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Survey: Job Engagement Declines For A Third of Workers; Remote Work Is Not to Blame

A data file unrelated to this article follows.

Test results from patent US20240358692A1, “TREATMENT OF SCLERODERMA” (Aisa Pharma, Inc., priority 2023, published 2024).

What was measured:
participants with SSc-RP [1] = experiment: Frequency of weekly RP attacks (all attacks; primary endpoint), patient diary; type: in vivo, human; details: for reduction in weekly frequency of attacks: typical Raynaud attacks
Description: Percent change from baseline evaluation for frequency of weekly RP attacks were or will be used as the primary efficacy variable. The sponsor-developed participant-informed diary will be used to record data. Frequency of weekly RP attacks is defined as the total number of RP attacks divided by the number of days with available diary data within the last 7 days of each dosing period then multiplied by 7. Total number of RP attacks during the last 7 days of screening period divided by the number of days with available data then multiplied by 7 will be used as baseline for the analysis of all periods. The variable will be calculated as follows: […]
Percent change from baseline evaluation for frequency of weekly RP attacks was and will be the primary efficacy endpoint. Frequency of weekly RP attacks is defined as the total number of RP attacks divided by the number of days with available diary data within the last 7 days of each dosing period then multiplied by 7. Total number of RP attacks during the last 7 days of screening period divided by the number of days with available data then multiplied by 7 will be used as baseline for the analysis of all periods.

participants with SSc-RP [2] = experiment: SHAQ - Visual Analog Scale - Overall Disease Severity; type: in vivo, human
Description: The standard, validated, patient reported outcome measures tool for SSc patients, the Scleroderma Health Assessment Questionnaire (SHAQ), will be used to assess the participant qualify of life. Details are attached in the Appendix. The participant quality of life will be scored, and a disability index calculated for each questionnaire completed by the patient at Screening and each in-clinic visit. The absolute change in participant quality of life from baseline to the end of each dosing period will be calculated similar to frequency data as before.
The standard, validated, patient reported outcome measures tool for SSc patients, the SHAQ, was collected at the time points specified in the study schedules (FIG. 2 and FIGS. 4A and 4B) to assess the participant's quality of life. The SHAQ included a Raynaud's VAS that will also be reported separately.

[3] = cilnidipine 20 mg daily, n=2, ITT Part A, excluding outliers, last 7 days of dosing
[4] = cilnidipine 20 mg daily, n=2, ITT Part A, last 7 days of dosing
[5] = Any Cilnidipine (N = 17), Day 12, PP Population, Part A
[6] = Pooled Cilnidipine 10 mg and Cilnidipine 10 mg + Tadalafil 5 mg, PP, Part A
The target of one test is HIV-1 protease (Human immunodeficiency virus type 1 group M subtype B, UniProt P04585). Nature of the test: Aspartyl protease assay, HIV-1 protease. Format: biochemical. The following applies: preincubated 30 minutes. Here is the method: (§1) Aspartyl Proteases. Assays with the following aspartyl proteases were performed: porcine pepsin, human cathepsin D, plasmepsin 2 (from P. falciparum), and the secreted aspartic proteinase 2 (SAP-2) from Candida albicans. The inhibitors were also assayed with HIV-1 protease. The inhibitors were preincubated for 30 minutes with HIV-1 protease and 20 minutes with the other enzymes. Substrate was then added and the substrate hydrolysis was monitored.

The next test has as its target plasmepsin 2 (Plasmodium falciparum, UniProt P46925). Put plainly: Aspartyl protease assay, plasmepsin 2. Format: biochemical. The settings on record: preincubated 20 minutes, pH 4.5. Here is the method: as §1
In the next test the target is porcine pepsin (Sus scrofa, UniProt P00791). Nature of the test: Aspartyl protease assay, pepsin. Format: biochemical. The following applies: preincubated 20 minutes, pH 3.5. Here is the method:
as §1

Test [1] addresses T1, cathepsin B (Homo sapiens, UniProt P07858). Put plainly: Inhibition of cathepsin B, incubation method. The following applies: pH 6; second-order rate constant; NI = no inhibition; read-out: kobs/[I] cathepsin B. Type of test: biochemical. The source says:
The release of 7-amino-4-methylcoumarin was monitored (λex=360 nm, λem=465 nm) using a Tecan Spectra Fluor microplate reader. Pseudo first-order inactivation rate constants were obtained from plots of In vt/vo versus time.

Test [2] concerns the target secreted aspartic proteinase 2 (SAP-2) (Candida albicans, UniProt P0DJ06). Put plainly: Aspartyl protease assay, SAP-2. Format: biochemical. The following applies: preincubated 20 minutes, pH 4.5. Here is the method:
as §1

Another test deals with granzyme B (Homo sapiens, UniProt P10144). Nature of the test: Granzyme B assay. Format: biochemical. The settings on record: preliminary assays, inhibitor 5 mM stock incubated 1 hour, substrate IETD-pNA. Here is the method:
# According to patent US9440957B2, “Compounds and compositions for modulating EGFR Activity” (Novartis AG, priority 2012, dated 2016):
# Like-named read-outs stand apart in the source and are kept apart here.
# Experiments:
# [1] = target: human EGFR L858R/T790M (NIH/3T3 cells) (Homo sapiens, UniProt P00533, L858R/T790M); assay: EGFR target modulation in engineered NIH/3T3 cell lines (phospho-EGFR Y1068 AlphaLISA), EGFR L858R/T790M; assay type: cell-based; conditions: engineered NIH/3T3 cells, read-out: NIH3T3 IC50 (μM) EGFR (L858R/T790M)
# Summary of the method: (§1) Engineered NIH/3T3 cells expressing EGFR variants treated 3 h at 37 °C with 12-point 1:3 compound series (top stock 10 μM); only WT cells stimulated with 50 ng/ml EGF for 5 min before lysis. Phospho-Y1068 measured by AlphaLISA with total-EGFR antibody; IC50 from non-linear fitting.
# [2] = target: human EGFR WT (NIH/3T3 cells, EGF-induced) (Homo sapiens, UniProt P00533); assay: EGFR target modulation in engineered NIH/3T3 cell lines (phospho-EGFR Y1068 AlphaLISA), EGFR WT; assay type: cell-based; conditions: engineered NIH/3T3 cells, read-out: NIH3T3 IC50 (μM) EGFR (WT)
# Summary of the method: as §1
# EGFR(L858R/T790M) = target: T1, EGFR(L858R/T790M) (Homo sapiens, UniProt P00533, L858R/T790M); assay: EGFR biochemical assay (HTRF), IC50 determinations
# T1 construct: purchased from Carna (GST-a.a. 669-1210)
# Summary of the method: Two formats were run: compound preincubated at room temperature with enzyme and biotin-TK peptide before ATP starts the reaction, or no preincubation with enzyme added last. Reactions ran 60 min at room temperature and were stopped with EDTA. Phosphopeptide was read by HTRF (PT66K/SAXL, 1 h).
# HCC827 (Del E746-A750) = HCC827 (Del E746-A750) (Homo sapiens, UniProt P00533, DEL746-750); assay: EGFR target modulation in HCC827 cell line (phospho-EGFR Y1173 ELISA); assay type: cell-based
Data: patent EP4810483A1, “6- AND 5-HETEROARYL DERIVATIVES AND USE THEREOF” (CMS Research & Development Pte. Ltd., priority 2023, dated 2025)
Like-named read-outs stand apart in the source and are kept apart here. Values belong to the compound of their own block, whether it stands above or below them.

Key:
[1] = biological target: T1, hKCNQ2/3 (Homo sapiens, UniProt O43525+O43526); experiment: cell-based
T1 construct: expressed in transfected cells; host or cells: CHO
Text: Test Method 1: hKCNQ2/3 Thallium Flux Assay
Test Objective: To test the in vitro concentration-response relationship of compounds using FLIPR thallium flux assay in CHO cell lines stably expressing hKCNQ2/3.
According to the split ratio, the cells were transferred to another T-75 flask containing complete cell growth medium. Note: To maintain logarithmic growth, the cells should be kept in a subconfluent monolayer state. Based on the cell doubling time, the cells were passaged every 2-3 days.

“The latest workforce survey from The Conference Board polled more than 1,600 individuals—predominantly office workers—from September 1-8. Respondents weighed in on workplace culture, work location, compensation, and benefits. A new survey reveals that nearly a third of workers report decreased engagement—the commitment and connection that they feel to their work. Could the shift to remote work spurred by the pandemic be at fault? The Conference Board survey says no. Work location—whether on-site, remote, or a hybrid blend of the two—has no impact on self-reported engagement levels. But some people do feel decreased engagement more than others: Women, Millennials, and individual contributors report lower engagement than men, older generations, and executives. But even with lower levels of self-reported engagement, 82 percent say their level of effort is the same or higher. The survey also finds that more workers want to quit, but few have plans to actually do so. Workers’ intent to stay at their jobs decreased for 37 percent in the last six months, but only 12 percent are actively planning to leave. Indeed, the imminent recession has 29 percent of workers thinking twice about quitting. Additionally, having a caring, empathetic leader increased in importance to hybrid workers (56 percent) and remote workers (50 percent) more than those in the physical workplace (44 percent), perhaps a reminder to leaders to be more intentional and inclusive for those who are remote at least some of the time..”

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